In The Commandment (playing at the Toronto Fringe Festival), God’s unhappiest prophet (Phil Rickaby) breaks into Open Mic Night to explain how he got into this situation, and bequeath unto us the latest and greatest word of the Lord. The result is somewhere along the Adams-Gaiman-Gorey spectrum, exploring what it even means to be a prophet in the modern era — and the unique duties it imposes upon an atheist.
On the one hand, this show serves up some tasty ideas: the most conceptual parts – dealing with the nature of god and why he would choose an atheist to deliver his word – are very promising, and Rickaby effortlessly carries the audience through this side of the exposition. There’s a whole universe worth mining here.
But when the story veered towards the prophet’s own life and circumstances – some of them inspired by Rickaby’s own experiences- I often got itchy. It’s appalling to admit this given the personal character of the show, but there were points, especially around the climax, where, as a result of my own personal experiences, I found it difficult to engage with the material.
It felt an awful lot like a friend having a chaotic emotional moment, and my instinct is to let them get it out, but also not internalize it. (“Wow, buddy, that sounds terrible. I’m so sorry you had to do that. Brutal.”) Once that instinct kicked in, I started peeling away from the material, breaking the personal connection at a point in the show where it was clearly meant to be peaking.
As promised by the title, the show does end with Rickaby sharing the new commandment, and you’ll need to read it using the tools he’s laid on the table — so pay attention.
One of the show’s most memorable components deals with the dudes we sometimes see on street corners hollering about prophecy: how you might fall into that life, and how there might be a spark of something approaching divinity (by whatever definition) behind it. It’s a rhetorical style Rickaby sometimes imitates here, as if daring the audience to write him off as just another Yonge-Dundas pamphleteer.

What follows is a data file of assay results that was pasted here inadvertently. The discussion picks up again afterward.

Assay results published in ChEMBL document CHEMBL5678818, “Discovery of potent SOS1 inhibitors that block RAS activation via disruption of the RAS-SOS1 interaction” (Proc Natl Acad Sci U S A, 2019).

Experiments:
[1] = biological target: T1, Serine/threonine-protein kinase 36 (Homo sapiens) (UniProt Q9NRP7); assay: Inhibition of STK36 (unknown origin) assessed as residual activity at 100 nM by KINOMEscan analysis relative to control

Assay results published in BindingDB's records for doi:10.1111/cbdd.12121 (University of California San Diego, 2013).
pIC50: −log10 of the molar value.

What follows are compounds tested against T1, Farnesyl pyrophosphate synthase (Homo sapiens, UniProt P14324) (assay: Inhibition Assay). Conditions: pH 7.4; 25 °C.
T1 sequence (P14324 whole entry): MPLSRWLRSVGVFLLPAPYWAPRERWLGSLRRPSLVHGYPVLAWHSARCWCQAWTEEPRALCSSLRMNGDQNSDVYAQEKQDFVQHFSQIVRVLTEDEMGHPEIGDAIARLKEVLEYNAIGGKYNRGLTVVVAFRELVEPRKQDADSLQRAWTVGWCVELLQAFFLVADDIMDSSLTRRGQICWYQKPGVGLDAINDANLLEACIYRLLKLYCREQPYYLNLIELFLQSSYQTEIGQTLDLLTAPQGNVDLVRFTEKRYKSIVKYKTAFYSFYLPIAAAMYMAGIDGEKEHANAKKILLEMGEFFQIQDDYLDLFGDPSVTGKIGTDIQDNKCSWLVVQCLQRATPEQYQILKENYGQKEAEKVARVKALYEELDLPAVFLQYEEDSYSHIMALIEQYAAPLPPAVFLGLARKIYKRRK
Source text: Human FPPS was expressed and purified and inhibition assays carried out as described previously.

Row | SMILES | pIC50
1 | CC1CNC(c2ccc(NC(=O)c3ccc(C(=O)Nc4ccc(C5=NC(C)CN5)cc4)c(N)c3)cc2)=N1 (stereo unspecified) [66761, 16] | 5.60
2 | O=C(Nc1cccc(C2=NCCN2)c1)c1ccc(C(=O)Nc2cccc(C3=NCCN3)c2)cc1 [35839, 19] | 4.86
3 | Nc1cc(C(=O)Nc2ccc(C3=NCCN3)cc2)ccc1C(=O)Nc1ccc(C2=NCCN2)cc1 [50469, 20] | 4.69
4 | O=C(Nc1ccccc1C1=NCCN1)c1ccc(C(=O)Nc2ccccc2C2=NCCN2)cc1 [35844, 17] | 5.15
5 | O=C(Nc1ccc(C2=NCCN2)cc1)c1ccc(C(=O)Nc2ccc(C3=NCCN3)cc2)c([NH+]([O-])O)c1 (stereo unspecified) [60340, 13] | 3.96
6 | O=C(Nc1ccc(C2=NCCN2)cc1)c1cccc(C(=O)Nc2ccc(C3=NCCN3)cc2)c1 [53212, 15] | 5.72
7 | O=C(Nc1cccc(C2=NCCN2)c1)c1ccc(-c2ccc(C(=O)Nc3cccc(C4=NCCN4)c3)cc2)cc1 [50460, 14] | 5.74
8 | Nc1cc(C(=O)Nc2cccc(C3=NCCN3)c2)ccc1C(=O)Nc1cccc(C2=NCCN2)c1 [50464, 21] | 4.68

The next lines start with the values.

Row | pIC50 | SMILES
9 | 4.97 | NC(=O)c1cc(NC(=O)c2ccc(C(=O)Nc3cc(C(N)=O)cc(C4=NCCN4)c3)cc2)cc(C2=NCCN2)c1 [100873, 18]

If I had known this show was going to be as personal and unflinching, I wouldn’t have picked it. That’s not to say you shouldn’t: reader feedback on this show has been consistently positive, and there’s a lot to explore. But don’t put down your money expecting the usual atheist-out-of-water story: you’re going to some deep, dark places, accompanied by perhaps the only person qualified to guide you through them.
- The Commandment plays at the Tarragon Theatre Extraspace. (30 Bridgman Ave.)
- Tickets are $13, including a $2 service charge. The festival also offers a range of money-saving passes and discounts for serious Fringers.
- Tickets can be purchased online, by telephone (416-966-1062), from the Festival Box Office at Scadding Court (275 Bathurst St.), and — if any remain — from the venue’s box office starting one hour before curtain.
- Content Warnings: mature language; not recommended for children.
- This venue is barrier-free. Patrons who use wheelchairs or who cannot climb stairs are seated in the front row.
- Be aware that Fringe performances always start exactly on time, and that latecomers are never admitted.
- The Toronto Fringe Festival is scent-free: please do not wear perfumes, colognes, or other strongly-scented products.
- Sunday July 7th, 2:00 pm
- Tuesday July 9th, 5:15 pm
- Thursday July 11th, 10:15 pm
- Saturday July 13th, 1:00 pm
- Sunday July 14th, 6:00 pm
Photo of Phil Rickaby by Phil Rickaby.